Tuesday, October 22, 2013

Positive Time Outs and Self-Regulation: Calming Down Without Negativity

“Where did we ever get the crazy idea that to make children do better, we must first make them feel worse?”— Dr. Jane Nelsen, Positive Discipline

NAMC montessori positive time outs girl and mother sitting in grass

There have been many times in my marriage when I have ‘forgotten’ to make dinner. I say forgotten, but what I really mean is that I have become so engrossed in whatever I was doing at the time that I neglected what I was supposed to be doing. I am certain it was unintentional; nevertheless, my focus was not on my responsibilities. Never once has my husband come home and said, “That is it. Go to your room and think about what you have done!” Nor has he taken away my computer privileges until I learned my lesson. Instead, he lovingly asks if he can help or suggests we order pizza.

Helping Children Self Regulate Behavior with Positive Time Outs

I realize that the idea of my husband sending me to ‘time out’ or grounding me seems ridiculous. And if he did, I would be more likely to sit and think about how angry I am at him rather than think about a solution. Or, I might beat myself up with feelings of inadequacy and guilt over not being the perfect wife and mother. Neither situation would get dinner made.

As ridiculous as it seems, adults impose negative time outs on children all the time. Websites and retailers offer cute pictures of time-out chairs, as if having a cute form of punishment removes the parents’ guilt or somehow makes the isolated child feel better. In reality, having specific time out furniture really says that the adult expects and is planning for misbehavior.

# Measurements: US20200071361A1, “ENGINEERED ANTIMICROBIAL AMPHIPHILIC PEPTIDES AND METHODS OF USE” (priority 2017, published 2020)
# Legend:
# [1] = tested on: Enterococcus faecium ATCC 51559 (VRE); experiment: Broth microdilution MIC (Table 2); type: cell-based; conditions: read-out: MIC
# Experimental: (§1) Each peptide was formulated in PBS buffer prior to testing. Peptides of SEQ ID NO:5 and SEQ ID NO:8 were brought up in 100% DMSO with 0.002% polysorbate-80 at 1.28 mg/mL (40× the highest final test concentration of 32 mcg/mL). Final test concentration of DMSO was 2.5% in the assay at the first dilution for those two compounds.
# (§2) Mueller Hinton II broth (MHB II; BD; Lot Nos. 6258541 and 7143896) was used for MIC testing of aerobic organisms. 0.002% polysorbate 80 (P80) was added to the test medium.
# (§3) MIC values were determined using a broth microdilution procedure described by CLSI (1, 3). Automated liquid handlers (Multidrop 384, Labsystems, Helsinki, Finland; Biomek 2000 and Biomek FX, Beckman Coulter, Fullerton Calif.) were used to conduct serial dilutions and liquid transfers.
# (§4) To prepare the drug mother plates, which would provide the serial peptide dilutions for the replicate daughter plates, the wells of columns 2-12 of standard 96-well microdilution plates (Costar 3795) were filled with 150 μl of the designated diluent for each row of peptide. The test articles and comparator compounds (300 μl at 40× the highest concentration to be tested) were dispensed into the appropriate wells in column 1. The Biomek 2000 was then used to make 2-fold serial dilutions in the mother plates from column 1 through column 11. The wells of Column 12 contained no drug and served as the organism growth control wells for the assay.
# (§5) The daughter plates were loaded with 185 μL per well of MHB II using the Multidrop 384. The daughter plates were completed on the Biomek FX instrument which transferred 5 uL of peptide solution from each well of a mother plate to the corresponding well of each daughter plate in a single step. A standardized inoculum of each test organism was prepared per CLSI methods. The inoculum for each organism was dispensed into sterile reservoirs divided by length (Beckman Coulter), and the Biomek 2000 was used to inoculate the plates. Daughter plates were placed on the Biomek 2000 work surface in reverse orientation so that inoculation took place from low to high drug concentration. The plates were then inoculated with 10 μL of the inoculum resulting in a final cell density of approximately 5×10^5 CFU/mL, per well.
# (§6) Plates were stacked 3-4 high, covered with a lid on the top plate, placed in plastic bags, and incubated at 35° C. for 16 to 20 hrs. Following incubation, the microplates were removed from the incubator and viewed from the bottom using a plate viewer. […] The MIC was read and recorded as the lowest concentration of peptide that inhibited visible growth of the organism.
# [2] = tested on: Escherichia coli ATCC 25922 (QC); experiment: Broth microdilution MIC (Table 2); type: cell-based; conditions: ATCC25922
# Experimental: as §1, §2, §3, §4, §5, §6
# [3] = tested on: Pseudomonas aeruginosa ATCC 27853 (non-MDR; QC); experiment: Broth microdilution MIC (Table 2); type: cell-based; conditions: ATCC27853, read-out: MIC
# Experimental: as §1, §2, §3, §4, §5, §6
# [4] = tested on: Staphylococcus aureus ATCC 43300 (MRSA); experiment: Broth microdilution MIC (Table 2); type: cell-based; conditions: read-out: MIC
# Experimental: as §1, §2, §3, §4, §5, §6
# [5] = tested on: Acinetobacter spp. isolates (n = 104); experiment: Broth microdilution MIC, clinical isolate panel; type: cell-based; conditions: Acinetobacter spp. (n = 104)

Rather than imposing isolation as punishment for misguided behavior, Dr. Jane Nelsen, author of the Positive Discipline series, suggests removing the negative aspect and creating a positive time out. Dr. Nelsen explains that the main purpose of a time out should not be to punish, but to help adults and children calm down until they are able to function positively and rationally. Only when everyone is calm can problem solving begin.
Positive time-outs are empowering because they allow children to gain control over themselves instead of having limitations forced upon them by others. Learning to self-regulate is an important life skill that will serve children well in their adult life. Positive time outs are respectful means to help children regroup and manage their own behavior.

NAMC montessori positive time outs mother and son

When my son was 3 years old and before I learned about Montessori, he attended daycare while I was at work. I would pick him up and hear about the wonderful day he had had but once we got home, he would completely fall apart. At first, I tried punishing him by putting him in a traditional time-out, not letting him play with his trains, etc. But that only seemed to make matters worse.

One day when I was at my wits end and felt like crying too, I scooped up my son and just hugged him tightly on my lap. We snuggled in our big pink chair. Slowly, I felt the tension melt away from his little body. He stopped crying and hugged me back. After some time, he started talking about his day and what he wanted to do at home that night. Eventually, he forgot his tears and frustration and was ready to go play. There was no yelling, no fighting, and best of all, no hurt feelings.

This positive time-out became our nightly ritual until he no longer needed it. Sometimes, he would ask for “Mama time” at other times of the day when he was feeling frustrated or out of control. By asking for time-outs, he was showing that he recognized and could control his own behavior.

Being considerate and respectful of a child’s feelings helps develop his sense of belonging, which in turn builds his identity. Providing this respect should never be compromised. Instead, we must put ourselves in the shoes of the child and think about how we would like to be treated in the same situation.

For more information on positive time-outs, you may wish to visit Dr. Nelsen’s article on Positive Time Out.